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RE: fire suppression
From: "Hayes, Bill" <Bill.Hayes () owh com>
Date: Tue, 2 Dec 2003 17:05:21 -0600

I've just been researching this, so here goes. Corrections always welcome.

In the US, the National Fire Protection Association maintains the fire prevention standards. NFPA 75 - Standard for the 
Protection of Information Technology Equipment is the one you'll want to examine. WARNING: You have to pay to see them 
online (http://www.nfpa.org/codesonline/).

Sun Microsystems mentions NFPA in  Sun Microsystems Data Center Site Planning Guide Chapter 5: Safety and Security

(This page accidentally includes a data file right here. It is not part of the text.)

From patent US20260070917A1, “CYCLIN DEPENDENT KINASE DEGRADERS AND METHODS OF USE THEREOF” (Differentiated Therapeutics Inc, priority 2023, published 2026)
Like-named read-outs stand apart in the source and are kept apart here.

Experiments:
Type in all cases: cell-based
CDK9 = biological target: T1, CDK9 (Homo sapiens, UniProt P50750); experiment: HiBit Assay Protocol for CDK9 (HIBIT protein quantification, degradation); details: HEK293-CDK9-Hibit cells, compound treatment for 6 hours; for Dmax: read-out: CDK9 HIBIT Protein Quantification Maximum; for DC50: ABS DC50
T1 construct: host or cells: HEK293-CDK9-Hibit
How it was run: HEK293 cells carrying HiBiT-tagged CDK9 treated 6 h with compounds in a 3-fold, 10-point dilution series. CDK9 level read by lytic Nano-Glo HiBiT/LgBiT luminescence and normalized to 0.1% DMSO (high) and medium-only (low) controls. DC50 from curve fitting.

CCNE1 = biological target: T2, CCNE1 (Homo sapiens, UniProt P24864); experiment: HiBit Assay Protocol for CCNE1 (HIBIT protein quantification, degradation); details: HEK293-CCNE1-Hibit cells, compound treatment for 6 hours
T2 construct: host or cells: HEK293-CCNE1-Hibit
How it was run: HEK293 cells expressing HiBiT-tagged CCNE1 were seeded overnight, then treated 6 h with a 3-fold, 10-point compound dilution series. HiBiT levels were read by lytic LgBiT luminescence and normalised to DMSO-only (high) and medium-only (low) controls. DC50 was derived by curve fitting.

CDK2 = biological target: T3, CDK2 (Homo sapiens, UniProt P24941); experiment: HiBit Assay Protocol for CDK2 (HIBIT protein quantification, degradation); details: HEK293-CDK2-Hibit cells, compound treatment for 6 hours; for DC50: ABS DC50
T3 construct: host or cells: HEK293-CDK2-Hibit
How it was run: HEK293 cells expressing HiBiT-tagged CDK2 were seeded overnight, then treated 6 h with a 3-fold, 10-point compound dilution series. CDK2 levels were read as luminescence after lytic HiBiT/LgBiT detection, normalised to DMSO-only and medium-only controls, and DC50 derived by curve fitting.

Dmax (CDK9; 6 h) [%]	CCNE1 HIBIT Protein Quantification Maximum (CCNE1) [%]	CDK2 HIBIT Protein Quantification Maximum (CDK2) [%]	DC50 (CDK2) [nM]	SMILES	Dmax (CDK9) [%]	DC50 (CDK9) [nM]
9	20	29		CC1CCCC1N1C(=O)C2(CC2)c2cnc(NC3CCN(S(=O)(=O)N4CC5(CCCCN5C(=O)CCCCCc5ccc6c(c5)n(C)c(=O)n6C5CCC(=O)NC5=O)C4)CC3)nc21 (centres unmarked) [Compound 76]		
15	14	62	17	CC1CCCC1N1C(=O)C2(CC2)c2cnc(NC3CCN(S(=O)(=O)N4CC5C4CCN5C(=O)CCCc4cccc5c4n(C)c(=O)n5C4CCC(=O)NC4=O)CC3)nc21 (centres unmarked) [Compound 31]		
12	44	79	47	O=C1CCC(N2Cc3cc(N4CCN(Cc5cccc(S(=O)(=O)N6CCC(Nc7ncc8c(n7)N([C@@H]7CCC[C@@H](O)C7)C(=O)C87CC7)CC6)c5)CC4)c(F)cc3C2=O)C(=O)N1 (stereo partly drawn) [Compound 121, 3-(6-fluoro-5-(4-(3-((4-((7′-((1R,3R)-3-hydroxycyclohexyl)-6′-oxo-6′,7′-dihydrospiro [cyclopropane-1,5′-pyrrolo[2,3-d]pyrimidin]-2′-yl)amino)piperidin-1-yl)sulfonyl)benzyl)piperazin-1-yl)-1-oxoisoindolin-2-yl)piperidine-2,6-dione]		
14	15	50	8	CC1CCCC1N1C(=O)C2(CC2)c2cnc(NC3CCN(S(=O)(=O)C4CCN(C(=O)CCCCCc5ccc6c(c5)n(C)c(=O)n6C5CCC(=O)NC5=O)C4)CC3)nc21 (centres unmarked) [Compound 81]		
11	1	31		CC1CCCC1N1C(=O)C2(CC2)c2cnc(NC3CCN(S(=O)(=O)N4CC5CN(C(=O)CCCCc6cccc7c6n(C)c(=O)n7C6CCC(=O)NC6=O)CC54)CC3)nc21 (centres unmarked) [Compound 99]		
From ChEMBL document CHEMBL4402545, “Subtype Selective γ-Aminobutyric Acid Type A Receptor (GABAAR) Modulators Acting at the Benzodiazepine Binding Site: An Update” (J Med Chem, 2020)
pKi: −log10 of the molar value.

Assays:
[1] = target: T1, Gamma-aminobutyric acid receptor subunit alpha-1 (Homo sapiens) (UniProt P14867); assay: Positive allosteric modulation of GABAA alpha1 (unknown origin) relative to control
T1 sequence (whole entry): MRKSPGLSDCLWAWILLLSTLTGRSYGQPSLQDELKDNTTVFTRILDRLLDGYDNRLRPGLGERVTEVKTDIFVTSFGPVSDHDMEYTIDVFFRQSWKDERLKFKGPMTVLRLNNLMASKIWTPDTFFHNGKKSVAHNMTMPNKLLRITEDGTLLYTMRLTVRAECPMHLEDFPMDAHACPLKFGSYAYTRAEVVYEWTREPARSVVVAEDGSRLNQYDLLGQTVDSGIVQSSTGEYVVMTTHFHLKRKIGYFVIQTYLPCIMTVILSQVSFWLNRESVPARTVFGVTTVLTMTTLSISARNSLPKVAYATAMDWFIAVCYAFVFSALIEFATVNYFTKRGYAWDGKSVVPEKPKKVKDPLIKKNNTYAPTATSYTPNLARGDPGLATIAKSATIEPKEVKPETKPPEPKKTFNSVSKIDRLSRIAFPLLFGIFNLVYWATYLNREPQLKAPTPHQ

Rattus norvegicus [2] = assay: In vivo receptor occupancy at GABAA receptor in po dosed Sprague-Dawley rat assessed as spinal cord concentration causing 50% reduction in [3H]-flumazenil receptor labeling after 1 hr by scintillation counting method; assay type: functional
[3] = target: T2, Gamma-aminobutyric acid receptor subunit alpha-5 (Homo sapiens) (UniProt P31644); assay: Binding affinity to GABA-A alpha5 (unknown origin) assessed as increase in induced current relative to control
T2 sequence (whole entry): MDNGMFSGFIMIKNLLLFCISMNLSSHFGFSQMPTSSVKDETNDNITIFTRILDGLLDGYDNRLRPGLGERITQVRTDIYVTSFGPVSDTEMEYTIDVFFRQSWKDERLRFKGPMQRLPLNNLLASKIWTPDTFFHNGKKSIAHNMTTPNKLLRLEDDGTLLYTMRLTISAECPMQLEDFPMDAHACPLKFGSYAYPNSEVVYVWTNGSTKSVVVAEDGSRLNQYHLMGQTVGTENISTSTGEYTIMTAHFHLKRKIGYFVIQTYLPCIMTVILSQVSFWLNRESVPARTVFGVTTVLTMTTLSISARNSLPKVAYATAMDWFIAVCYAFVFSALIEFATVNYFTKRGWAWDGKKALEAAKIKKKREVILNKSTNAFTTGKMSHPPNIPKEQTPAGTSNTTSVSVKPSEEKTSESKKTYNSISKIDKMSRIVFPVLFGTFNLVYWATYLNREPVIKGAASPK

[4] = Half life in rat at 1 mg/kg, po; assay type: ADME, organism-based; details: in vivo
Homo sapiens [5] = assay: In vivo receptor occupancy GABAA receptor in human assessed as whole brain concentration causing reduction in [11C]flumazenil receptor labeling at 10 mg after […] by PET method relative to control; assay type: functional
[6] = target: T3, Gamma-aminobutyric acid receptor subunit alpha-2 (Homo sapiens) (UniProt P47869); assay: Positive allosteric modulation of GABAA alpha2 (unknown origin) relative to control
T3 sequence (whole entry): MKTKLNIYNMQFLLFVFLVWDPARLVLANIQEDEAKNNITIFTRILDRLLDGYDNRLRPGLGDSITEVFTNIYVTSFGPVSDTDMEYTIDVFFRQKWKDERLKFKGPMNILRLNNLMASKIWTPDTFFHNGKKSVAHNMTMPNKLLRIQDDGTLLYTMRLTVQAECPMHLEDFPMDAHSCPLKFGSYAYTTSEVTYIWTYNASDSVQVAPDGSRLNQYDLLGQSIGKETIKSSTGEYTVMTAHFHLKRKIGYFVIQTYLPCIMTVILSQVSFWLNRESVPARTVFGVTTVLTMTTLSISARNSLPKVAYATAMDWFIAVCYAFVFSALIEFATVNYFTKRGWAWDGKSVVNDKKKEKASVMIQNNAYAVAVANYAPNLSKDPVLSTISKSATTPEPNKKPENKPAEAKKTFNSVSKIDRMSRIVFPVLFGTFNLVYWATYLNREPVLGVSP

I've found this subject to be kind of fuzzy. Generally you'll want to use class "C" clean agents. Examples include 
Halotron, FM200, and good old CO2. For a discussion of CO2 and thermal shock, see 
http://www.nafed.org/library/C02comp.cfm. You should stay away from dry agents as they could really mess up the works 
when they get sucked into printers, etc. Class C dry agents are supposed to be nonconductive, but they could be 


-----Original Message-----
From: Zachary Mutrux [mailto:zmutrux () compumentor org]
Sent: Tuesday, December 02, 2003 2:06 PM
To: Security-Basics
Subject: fire suppression

Security includes maintaining availability, right? So I guess that includes
preventing and recovering from disasters. Can anyone suggest a good resource
for information about fire suppression in server rooms, etc?





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